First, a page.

Need This New Finding? A Plant Can Learn And Remember
To most of us a Mimosa is a tasty cocktail to drink with brunch, but to researchers a Mimosa is a plant native to Central and South America that has been shown to be able to learn and remember what it learned. The Mimosa pudica is a creeping annual or perennial herb that is also known as a "touch-me-not" that closes its leaves and droops to protect itself from predators.
Scientists from Australia and Italy have used experimental techniques normally used to study learned behavior in animals on the Mimosa plant and found that it will learn and remember just as well as animals.
Dr. Monica Gagliano from the University of Western Australia and her associates designed their experiments as if Mimosa was an animal. They tested the plant's long- and short-term memory using a special apparatus to drip water on the plants.
Over time the plants learned that the dripping had no consequences to their survival they stopped reacting to the disturbance. The experiment was repeated in a number of different environments. This learned behavior stayed with the plants for several weeks.
They discovered that the plant would retain this memory even after a month of relaxing in a far more favorable environment. This long-erm learned behavior change parallels that of most animals.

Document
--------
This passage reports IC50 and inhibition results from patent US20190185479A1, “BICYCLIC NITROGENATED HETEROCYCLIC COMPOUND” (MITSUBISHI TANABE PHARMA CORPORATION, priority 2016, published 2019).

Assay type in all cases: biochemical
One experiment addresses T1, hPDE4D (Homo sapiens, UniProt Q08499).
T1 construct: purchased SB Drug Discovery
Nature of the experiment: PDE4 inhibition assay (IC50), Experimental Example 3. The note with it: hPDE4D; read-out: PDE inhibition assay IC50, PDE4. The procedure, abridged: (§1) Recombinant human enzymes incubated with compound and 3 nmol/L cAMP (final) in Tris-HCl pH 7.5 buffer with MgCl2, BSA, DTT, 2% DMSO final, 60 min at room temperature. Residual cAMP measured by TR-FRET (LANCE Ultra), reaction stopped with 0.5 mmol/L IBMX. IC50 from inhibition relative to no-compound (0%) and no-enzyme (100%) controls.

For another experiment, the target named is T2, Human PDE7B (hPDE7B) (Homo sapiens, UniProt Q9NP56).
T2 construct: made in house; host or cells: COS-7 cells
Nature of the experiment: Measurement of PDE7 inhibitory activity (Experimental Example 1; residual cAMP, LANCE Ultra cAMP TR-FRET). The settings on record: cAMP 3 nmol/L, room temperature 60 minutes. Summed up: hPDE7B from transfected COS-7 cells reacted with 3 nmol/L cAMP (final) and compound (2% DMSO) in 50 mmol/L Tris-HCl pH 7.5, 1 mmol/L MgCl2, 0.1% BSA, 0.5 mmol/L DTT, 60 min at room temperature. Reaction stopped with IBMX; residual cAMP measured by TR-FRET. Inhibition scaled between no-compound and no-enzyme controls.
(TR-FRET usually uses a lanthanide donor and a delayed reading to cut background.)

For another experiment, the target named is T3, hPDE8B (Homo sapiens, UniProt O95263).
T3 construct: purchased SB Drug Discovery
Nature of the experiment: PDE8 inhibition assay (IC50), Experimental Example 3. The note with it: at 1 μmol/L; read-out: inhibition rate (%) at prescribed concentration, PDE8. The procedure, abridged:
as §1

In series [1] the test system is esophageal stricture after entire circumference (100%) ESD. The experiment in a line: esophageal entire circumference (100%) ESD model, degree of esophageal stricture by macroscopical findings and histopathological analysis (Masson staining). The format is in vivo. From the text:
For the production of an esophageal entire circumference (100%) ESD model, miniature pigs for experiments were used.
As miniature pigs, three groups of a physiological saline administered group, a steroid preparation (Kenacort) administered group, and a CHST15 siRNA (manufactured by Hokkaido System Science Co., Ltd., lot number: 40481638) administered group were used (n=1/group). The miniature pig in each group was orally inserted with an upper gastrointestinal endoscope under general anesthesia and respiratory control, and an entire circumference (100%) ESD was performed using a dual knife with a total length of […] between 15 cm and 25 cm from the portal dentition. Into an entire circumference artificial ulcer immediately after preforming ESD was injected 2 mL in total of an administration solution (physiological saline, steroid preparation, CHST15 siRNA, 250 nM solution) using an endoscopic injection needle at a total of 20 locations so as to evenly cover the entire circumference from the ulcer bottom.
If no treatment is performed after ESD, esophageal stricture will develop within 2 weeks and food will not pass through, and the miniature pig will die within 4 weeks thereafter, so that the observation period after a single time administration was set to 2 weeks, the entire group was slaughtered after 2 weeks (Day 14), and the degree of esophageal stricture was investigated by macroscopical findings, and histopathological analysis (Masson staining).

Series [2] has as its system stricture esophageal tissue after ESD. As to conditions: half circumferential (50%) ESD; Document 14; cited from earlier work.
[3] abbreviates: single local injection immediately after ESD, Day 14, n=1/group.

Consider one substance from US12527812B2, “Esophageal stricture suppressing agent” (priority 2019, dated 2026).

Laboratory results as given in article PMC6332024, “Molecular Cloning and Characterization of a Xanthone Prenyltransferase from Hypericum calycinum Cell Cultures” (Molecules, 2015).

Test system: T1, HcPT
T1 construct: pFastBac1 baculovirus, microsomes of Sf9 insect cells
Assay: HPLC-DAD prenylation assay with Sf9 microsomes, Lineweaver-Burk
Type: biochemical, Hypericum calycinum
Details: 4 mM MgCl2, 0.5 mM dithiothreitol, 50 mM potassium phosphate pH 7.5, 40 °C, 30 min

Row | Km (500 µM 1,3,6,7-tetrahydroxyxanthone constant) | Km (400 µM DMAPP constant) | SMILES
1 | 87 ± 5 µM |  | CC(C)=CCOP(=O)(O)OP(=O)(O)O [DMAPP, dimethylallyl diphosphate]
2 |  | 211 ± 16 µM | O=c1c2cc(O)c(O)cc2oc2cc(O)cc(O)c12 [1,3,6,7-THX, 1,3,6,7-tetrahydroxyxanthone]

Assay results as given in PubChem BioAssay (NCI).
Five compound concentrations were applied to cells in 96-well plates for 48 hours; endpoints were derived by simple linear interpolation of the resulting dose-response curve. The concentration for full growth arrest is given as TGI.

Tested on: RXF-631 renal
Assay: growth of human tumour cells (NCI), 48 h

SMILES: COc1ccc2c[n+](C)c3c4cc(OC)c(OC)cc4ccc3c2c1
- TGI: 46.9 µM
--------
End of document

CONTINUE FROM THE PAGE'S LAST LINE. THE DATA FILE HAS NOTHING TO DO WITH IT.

While plant may lack the brains and neural connections that we equate with animal intelligence, they do have a rather sophisticated calcium-based signaling network in their cells that is similar to animal memory processes.
These scientists readily admit that they are as yet unsure of how this learning mechanism works, but this discovery of the fact that plants can learn is likely to have major implications going forward in the study of biology and botany. This blurs the line in the difference between plants and animals that we were all so certain of in the past. There may turn out to be more than one way to define a nervous system.
Perhaps all those old science fiction movies and television shows with perambulating or intelligent plants weren't so far off after all. It leaves me with just one thing to say. "Feed me, Seymour!"
Note: The writer and/or the site may have received free samples or some other type of remuneration or benefit for trying out, reviewing, recommending or writing about the items covered in this article.